Supplements, such as nutraceuticals, vitamins, minerals, and plant extracts, are also used as a part of the treatment. In some instances, the medication dosage may be reduced as supplements if supplements positively affect symptoms.
While data suggests that medication helps anxiety disorders, a combination of medication, psychotherapy, and exercise in a community context is most helpful for resident recovery.
Psychotherapy for Anxiety Disorders
Depending on the person and the anxiety disorder diagnosed, the following are some of the most effective evidence-based therapy modalities for treating anxiety:
- Group Therapy (these sessions can be beneficial for those with social anxiety because people are so supportive and patient at CooperRiis)
- Individual Therapy
- Cognitive Behavioral Therapy (CBT) A solutions-oriented form of talk therapy that helps individuals challenge negative and distorted thinking and change destructive emotions and behaviors. CBT is one of the root modalities at CooperRiis.
- Dialectical Behavior Therapy (DBT) Dialectical behavior therapy (DBT) provides residents with new skills to manage painful emotions and decrease conflict in relationships. DBT specifically focuses on providing therapeutic skills in four key areas: mindfulness, distress tolerance, emotion regulation, and interpersonal effectiveness.
- Eye Movement Desensitization and Reprocessing (EMDR) therapy is an integrative psychotherapy approach that has been extensively researched and proven effective for treating anxiety that results from trauma. It is particularly helpful for residents who have PTSD. EMDR is also useful in shifting the emotional reactivity around a belief and bringing down the ‘charge’ around it, encouraging a more rational thought process.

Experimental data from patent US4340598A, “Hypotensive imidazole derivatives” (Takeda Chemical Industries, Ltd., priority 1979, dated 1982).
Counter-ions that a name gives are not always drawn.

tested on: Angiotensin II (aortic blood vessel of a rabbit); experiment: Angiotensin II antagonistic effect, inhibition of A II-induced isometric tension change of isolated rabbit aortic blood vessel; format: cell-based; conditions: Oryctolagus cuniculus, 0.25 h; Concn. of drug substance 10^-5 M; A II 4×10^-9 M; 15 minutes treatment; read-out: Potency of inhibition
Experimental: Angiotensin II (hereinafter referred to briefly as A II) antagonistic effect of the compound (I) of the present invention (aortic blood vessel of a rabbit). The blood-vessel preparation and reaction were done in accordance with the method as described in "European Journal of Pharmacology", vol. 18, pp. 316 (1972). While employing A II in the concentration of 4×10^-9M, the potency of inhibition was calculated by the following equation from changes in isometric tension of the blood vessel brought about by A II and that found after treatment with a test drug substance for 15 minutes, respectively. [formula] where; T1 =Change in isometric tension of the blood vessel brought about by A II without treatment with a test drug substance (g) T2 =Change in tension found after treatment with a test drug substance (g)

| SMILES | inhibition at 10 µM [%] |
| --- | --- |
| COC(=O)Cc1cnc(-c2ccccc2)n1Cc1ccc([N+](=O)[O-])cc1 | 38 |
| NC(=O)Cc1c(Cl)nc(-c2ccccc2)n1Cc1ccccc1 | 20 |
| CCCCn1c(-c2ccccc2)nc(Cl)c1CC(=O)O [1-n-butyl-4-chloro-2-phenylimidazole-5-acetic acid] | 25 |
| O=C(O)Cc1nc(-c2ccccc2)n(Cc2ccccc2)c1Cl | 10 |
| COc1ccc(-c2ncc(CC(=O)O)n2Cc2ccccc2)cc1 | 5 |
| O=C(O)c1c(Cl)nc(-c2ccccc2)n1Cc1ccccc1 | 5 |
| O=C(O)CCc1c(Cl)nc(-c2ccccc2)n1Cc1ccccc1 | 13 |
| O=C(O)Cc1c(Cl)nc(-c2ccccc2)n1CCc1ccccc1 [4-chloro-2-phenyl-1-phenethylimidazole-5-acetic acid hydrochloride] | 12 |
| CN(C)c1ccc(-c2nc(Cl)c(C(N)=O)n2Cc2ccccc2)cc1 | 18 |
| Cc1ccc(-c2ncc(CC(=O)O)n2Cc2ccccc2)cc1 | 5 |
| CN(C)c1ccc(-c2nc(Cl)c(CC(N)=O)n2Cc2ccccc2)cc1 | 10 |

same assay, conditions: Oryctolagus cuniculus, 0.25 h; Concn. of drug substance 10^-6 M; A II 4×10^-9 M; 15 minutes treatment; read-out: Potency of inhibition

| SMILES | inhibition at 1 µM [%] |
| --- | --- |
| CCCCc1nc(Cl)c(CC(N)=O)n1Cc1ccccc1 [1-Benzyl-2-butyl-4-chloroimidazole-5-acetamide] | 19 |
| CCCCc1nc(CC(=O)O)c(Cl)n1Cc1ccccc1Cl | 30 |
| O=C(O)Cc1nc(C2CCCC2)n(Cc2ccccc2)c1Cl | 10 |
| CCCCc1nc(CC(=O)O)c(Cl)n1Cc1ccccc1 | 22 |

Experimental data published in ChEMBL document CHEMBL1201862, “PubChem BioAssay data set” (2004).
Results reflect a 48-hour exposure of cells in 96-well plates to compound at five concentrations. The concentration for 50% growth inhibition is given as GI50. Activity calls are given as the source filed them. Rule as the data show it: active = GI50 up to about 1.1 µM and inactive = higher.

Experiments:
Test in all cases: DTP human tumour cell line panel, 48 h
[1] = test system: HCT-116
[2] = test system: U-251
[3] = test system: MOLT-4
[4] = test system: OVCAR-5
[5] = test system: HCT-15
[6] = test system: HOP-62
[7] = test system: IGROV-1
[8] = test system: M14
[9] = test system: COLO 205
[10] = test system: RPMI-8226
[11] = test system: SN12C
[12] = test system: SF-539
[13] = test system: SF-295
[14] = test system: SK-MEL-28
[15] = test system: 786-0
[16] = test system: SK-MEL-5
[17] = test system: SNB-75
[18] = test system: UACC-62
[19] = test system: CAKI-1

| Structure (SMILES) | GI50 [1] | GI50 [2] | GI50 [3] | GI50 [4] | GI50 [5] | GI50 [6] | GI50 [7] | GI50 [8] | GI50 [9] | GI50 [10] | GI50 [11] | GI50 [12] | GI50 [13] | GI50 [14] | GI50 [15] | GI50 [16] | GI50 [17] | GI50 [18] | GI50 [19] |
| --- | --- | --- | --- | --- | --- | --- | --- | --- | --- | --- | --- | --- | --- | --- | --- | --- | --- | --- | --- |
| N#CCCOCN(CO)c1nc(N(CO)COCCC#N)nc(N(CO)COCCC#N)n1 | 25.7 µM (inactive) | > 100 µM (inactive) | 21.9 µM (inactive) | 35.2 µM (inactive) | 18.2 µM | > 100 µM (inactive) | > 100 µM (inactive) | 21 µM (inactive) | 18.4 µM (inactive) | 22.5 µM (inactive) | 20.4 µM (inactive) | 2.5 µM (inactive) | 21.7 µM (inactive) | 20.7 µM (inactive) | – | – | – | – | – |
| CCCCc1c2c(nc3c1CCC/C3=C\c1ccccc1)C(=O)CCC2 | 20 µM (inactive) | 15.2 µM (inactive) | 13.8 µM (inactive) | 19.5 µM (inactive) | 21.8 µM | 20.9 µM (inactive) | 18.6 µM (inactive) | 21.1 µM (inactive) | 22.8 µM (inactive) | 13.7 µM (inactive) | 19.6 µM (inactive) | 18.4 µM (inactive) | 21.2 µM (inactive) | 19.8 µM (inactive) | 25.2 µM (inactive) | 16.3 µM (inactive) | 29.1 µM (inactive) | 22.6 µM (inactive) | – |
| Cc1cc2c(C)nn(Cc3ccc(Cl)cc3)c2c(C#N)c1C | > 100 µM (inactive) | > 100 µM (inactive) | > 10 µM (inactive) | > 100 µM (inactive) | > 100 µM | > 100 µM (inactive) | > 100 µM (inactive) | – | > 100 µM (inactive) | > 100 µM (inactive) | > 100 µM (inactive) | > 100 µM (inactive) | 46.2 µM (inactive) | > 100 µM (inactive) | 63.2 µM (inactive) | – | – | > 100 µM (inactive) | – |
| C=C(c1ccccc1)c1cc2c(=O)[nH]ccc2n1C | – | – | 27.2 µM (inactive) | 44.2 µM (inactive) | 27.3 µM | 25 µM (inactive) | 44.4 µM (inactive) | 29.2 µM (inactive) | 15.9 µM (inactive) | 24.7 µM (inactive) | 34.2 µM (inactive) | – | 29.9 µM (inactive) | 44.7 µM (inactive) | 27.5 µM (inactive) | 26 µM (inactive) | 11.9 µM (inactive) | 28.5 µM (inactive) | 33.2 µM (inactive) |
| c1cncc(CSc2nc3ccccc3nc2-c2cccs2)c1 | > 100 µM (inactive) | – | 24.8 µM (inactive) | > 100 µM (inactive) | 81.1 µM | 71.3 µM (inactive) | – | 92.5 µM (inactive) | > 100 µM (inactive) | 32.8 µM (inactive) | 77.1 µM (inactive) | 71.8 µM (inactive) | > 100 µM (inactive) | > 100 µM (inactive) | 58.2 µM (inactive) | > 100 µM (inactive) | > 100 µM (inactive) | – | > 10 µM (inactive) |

Along with therapy and medication, we teach mindfulness and relaxation techniques to our residents. Yoga, meditation, and other practices can be wonderfully beneficial to those with an anxiety disorder.
Thriving in a Supportive Residential Community
Real recovery involves far more than a one-size-fits-all prescription, so CooperRiis addresses every single facet of our residents’ lives.
Seven Domains of a Whole, Healthy Person
- Physical wellness
- Emotional and psychological health
- Intellectual creativity and learning
- Social and community connectedness
- Purpose, productivity, and fulfillment
- Empowerment and independence
Because every person is different, some domains will receive more emphasis than others during treatment, but all are attended to. An exciting addition to CooperRiis is our Spiritual Director. This staff member provides more opportunities for residents to go to their chosen house of worship, celebrate holidays, participate in mindfulness exercises, yoga, and other spiritual pursuits. For people dealing with anxiety symptoms, relaxation, and mindfulness, as well as yoga, can be helpful.